He also shared a list of prominent Democrats who support him, including Sens. Ben Cardin and Chris Van Hollen, Maryland Democratic Party Chair Kathleen Matthews, County Executive Ike Leggett and former primary opponents David Blair, Roger Berliner, Bill Frick and George Leventhal. Berliner and Leventhal serve on the council with Floreen and Elrich.
“I am proud to be the Democratic nominee for County Executive and look forward to working with Democratic leaders and organizations to elect great Democratic candidates up and down the ballot as part of this year’s blue wave,” he said in the statement.
Floreen’s decision to run has elicited criticism from some in her former party.
“If she thought she could’ve won our primary, she should’ve run in it. That’s a lot of the feedback I’m hearing,” said Scott Goldberg, the newly elected chair of the Montgomery County Democratic Central Committee. “It’s unfortunate that she didn’t, and it’s unfortunate that she decided to run as an independent, not a year ago, but because she didn’t like the result of our primary.”
Floreen said a year ago, she had no plans to run for county executive and was content with the options in the six-way Democratic contest. She gave her primary endorsement to Rose Krasnow, who finished third in the vote totals behind Elrich and Blair.
Another concern among some Democrats is that Floreen’s bid will split the party’s vote; on Monday, she dismissed the idea that her candidacy would allow Ficker to pull off a surprise win in the deep-blue county.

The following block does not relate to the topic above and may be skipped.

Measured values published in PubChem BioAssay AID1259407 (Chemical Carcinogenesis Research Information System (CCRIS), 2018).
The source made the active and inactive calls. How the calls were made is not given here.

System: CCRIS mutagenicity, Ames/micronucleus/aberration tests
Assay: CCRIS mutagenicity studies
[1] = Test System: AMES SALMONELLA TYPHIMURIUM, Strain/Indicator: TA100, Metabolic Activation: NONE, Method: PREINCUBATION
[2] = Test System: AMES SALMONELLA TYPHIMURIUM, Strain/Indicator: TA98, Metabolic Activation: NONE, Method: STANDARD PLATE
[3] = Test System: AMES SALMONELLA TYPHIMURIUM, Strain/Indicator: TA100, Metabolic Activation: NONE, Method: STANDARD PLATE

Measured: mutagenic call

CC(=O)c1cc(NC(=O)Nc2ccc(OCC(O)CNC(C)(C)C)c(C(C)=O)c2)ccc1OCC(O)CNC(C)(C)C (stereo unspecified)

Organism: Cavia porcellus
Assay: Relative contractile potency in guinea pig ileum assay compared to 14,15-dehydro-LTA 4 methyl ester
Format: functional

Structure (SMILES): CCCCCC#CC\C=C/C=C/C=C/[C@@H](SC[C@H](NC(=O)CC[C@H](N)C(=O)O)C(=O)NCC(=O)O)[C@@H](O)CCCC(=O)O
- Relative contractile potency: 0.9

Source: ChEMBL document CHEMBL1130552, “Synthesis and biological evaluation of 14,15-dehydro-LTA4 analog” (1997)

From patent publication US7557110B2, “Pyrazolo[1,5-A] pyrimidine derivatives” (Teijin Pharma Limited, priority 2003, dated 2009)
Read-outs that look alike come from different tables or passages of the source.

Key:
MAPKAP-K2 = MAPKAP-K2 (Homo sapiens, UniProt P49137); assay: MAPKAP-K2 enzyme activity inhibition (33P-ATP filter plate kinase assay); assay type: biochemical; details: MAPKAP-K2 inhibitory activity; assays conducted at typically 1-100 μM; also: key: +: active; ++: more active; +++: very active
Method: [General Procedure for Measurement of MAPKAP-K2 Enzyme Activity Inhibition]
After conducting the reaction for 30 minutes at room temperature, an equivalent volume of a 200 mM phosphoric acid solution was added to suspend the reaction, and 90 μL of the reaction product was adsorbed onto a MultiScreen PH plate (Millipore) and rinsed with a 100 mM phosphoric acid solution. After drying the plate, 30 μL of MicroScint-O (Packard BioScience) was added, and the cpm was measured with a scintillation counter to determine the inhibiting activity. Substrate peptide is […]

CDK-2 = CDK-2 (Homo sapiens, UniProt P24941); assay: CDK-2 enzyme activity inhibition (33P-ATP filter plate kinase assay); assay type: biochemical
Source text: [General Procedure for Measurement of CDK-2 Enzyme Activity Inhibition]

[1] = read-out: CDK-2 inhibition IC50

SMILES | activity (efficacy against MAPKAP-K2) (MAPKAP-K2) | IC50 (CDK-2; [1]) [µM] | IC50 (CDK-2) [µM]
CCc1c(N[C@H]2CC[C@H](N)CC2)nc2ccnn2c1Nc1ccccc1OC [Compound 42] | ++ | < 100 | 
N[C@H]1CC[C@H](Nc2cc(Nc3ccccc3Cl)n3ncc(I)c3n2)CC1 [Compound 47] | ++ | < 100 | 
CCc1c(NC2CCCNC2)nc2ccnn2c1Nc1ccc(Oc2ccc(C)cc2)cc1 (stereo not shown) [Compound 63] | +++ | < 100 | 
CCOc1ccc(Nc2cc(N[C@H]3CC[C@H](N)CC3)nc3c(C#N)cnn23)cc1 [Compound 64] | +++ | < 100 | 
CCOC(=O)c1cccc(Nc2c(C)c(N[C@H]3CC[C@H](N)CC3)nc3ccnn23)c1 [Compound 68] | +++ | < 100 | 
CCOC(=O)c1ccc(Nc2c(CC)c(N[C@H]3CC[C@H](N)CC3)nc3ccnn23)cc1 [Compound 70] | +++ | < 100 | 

“Mr. Ficker is going to come in third, no matter what. That’s a fact,” she said. “And what you’re hearing is really … a hope for unity in Montgomery County, not the splitting of the community apart.”
Former County Executive Doug Duncan said he believes Floreen has a fighting chance against Elrich, even though Montgomery County hasn’t elected a non-Democratic county executive since the 1970s.
“In Montgomery County, it’s a very well-educated electorate. So they will read up on the issues, they’ll look at the different candidates,” said Duncan, who is supporting Floreen’s candidacy. “Clearly, she’s got a good base within the Democratic party who will support her. Then, I think she’ll do well with independents. She’ll do well with some Republicans, too, and the fact that she’s a woman, I think that will play a role in this race.”
Her ability to gather more than 20,000 signatures in fewer than four weeks also bodes well for her, he added.
Goldberg said he’s not so sure about that.